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My experience moving to Vietnam
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Jmbf



Joined: 29 Jun 2014
Posts: 570

PostPosted: Thu Jun 15, 2017 4:23 am    Post subject: Reply with quote

SinaloaParcero wrote:


Life is about balance.


I agree. All things in moderation.

SinaloaParcero wrote:
I don't plan on relying on any of it. But I aint gonna live my life scared and stressed over it either.


It's not about living your life scared or stressed. It's about being prepared and having some kind of plan. It seems that you do, which is good. What's scary is that so many teachers don't seem to have any plan at all.
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LarssonCrew



Joined: 06 Jun 2009
Posts: 1287

PostPosted: Thu Jun 15, 2017 6:02 am    Post subject: Reply with quote

In reply to JMBF, yes in addition to my main salary.

The thing is that I was somewhat lucky in getting an international school job that finishes much earlier than others. So I can have time to myself, relax, then work online in the evenings, plus I have a stacked Saturday.

I actually find that not having to prep myself and then go out makes things seem so much calmer. I can play with my dog in the class, turn on the AC and fetch drinks/snacks between classes much easier, plus if I have a 30 minute break, in a language center there may be no where to sit, but I have a huge comfy leather gaming chair that I can relax in.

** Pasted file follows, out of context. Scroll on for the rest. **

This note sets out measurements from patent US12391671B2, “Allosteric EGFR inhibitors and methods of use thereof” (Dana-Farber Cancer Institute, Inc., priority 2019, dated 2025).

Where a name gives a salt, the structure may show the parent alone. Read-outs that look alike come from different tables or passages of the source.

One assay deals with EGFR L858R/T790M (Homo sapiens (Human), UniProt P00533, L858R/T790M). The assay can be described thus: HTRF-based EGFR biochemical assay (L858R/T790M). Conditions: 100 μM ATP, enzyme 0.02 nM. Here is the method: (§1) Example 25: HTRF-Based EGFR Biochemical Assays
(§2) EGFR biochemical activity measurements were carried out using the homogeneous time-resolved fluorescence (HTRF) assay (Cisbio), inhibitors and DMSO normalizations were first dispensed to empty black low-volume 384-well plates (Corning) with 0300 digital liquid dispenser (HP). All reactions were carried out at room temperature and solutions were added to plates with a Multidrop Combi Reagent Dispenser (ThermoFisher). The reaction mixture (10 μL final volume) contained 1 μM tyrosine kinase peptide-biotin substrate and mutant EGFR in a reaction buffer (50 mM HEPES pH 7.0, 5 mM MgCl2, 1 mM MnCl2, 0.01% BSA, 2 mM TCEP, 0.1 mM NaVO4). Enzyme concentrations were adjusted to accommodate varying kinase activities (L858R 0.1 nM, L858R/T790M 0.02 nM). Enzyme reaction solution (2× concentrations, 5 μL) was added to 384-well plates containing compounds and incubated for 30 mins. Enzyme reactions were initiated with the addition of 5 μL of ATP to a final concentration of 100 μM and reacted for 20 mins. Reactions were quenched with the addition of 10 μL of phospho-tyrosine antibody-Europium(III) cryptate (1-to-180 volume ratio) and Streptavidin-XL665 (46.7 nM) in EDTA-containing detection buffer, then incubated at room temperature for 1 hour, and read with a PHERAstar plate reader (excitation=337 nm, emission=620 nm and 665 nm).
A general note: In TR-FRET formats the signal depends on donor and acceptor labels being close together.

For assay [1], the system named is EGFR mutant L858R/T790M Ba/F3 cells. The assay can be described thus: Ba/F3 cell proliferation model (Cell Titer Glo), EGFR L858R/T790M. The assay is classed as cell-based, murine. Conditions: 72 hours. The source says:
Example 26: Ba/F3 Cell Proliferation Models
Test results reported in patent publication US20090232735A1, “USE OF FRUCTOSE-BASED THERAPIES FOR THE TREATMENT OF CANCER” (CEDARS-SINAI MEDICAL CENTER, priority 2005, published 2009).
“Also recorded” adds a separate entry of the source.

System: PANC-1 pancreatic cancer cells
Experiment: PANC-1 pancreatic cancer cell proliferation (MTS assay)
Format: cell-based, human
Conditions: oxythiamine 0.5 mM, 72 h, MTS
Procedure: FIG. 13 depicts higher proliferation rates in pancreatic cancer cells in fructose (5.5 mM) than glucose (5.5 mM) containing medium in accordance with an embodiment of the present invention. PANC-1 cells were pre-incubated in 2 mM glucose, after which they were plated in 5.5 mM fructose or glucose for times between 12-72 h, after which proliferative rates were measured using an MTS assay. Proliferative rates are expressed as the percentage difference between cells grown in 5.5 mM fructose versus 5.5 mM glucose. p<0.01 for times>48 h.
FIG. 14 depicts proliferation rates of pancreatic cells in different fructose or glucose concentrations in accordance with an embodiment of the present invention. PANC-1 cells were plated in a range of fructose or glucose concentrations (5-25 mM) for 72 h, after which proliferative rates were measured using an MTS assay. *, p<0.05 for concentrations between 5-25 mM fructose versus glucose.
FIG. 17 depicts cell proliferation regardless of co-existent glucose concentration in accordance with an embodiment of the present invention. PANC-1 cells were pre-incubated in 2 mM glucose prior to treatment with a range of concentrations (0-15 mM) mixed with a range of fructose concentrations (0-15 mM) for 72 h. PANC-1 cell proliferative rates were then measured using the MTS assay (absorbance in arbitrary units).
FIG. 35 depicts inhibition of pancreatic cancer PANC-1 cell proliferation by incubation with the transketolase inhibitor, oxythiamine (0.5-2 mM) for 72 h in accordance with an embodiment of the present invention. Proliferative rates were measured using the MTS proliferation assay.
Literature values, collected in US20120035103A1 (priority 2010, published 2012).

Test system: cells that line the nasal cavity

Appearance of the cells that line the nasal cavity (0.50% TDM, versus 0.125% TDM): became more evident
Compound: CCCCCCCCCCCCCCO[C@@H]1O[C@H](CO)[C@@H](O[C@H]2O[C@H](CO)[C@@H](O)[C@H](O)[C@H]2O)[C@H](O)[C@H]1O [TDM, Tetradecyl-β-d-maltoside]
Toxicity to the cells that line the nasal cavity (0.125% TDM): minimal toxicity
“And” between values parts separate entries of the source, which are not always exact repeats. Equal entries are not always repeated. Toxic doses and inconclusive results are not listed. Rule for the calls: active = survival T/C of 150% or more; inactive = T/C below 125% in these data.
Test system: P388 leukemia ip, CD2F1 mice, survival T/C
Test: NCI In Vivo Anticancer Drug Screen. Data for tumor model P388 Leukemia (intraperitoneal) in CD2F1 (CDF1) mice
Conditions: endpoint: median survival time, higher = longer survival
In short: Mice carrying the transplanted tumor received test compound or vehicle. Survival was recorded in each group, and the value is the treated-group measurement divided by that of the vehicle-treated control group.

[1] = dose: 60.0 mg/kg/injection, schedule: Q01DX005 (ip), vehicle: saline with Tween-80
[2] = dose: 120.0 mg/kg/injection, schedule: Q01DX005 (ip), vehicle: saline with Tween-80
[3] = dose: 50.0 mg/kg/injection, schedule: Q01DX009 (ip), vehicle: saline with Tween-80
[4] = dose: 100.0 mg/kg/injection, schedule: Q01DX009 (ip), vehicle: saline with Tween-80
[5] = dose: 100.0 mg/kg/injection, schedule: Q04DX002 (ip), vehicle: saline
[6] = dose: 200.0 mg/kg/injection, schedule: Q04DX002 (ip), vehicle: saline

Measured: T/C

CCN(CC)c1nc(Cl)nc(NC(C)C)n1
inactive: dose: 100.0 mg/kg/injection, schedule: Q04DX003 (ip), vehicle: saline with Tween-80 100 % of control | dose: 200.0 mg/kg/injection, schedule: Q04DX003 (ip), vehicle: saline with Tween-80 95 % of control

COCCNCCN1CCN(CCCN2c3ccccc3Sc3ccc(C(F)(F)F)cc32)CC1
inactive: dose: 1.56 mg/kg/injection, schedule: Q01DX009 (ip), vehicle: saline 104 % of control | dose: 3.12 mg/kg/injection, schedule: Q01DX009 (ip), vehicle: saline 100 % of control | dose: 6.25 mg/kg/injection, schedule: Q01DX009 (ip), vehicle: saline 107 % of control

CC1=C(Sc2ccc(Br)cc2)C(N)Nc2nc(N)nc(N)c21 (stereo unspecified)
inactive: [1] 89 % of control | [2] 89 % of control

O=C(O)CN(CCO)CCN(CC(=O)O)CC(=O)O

Plus on a Saturday I can roll out of bed, shower, make breakfast and then be ready for class five minutes later, not, have to shower, go outside, find a cab or bus, go to the language center [possibly 15 minutes early if they have that rule] etc.
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Jmbf



Joined: 29 Jun 2014
Posts: 570

PostPosted: Thu Jun 15, 2017 8:35 am    Post subject: Reply with quote

LarssonCrew wrote:

I actually find that not having to prep myself and then go out makes things seem so much calmer. I can play with my dog in the class, turn on the AC and fetch drinks/snacks between classes much easier, plus if I have a 30 minute break, in a language center there may be no where to sit, but I have a huge comfy leather gaming chair that I can relax in.

Plus on a Saturday I can roll out of bed, shower, make breakfast and then be ready for class five minutes later, not, have to shower, go outside, find a cab or bus, go to the language center [possibly 15 minutes early if they have that rule] etc.


Thanks for the clarification. My experience has many parallels with yours. This is why I love teaching from home. It removes so many of the aggravating factors that lead to stress and burnout. It also partly explains why I can comfortably handle 40+ teaching hours per week while others scream in horror at the thought. Having said that, it's certainly not for everybody.
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SinaloaParcero



Joined: 09 Jun 2017
Posts: 25

PostPosted: Thu Jun 15, 2017 8:49 am    Post subject: Reply with quote

Jmbf wrote:
SinaloaParcero wrote:


Life is about balance.


I agree. All things in moderation.

SinaloaParcero wrote:
I don't plan on relying on any of it. But I aint gonna live my life scared and stressed over it either.


It's not about living your life scared or stressed. It's about being prepared and having some kind of plan. It seems that you do, which is good. What's scary is that so many teachers don't seem to have any plan at all.